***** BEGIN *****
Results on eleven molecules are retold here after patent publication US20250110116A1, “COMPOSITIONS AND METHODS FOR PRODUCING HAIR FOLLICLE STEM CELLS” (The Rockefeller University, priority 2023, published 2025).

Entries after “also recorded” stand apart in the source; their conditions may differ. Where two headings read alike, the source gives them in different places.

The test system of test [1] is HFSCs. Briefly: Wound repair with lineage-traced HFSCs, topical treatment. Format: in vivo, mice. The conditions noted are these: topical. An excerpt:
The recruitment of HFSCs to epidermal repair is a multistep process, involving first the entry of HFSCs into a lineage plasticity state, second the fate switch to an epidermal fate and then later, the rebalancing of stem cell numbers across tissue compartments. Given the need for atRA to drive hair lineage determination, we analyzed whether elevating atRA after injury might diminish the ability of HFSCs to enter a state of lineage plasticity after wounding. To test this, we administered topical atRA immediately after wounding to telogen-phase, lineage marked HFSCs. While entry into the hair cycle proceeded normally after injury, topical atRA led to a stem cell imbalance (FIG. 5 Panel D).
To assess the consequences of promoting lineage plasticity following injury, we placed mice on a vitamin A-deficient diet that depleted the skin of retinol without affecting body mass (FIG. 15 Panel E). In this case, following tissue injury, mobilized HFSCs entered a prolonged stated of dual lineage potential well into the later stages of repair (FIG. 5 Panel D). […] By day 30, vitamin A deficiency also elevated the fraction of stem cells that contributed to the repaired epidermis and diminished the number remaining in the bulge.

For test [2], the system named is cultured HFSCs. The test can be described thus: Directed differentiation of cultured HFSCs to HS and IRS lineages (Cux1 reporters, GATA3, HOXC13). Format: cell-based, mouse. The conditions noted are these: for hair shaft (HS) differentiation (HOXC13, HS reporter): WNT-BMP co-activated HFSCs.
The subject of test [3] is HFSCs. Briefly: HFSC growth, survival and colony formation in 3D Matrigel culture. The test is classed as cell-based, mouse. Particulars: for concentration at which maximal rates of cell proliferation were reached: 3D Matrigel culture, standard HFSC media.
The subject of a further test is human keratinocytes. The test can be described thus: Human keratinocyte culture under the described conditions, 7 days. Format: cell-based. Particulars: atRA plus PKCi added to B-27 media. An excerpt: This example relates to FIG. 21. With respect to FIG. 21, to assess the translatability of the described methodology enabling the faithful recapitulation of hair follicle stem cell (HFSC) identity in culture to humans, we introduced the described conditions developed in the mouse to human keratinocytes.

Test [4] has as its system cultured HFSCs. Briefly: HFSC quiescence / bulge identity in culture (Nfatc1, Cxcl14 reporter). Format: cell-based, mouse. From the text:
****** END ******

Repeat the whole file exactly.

Results on eleven molecules are retold here after patent publication US20250110116A1, “COMPOSITIONS AND METHODS FOR PRODUCING HAIR FOLLICLE STEM CELLS” (The Rockefeller University, priority 2023, published 2025).

Entries after “also recorded” stand apart in the source; their conditions may differ. Where two headings read alike, the source gives them in different places.

The test system of test [1] is HFSCs. Briefly: Wound repair with lineage-traced HFSCs, topical treatment. Format: in vivo, mice. The conditions noted are these: topical. An excerpt:
The recruitment of HFSCs to epidermal repair is a multistep process, involving first the entry of HFSCs into a lineage plasticity state, second the fate switch to an epidermal fate and then later, the rebalancing of stem cell numbers across tissue compartments. Given the need for atRA to drive hair lineage determination, we analyzed whether elevating atRA after injury might diminish the ability of HFSCs to enter a state of lineage plasticity after wounding. To test this, we administered topical atRA immediately after wounding to telogen-phase, lineage marked HFSCs. While entry into the hair cycle proceeded normally after injury, topical atRA led to a stem cell imbalance (FIG. 5 Panel D).
To assess the consequences of promoting lineage plasticity following injury, we placed mice on a vitamin A-deficient diet that depleted the skin of retinol without affecting body mass (FIG. 15 Panel E). In this case, following tissue injury, mobilized HFSCs entered a prolonged stated of dual lineage potential well into the later stages of repair (FIG. 5 Panel D). […] By day 30, vitamin A deficiency also elevated the fraction of stem cells that contributed to the repaired epidermis and diminished the number remaining in the bulge.

For test [2], the system named is cultured HFSCs. The test can be described thus: Directed differentiation of cultured HFSCs to HS and IRS lineages (Cux1 reporters, GATA3, HOXC13). Format: cell-based, mouse. The conditions noted are these: for hair shaft (HS) differentiation (HOXC13, HS reporter): WNT-BMP co-activated HFSCs.
The subject of test [3] is HFSCs. Briefly: HFSC growth, survival and colony formation in 3D Matrigel culture. The test is classed as cell-based, mouse. Particulars: for concentration at which maximal rates of cell proliferation were reached: 3D Matrigel culture, standard HFSC media.
The subject of a further test is human keratinocytes. The test can be described thus: Human keratinocyte culture under the described conditions, 7 days. Format: cell-based. Particulars: atRA plus PKCi added to B-27 media. An excerpt: This example relates to FIG. 21. With respect to FIG. 21, to assess the translatability of the described methodology enabling the faithful recapitulation of hair follicle stem cell (HFSC) identity in culture to humans, we introduced the described conditions developed in the mouse to human keratinocytes.

Test [4] has as its system cultured HFSCs. Briefly: HFSC quiescence / bulge identity in culture (Nfatc1, Cxcl14 reporter). Format: cell-based, mouse. From the text: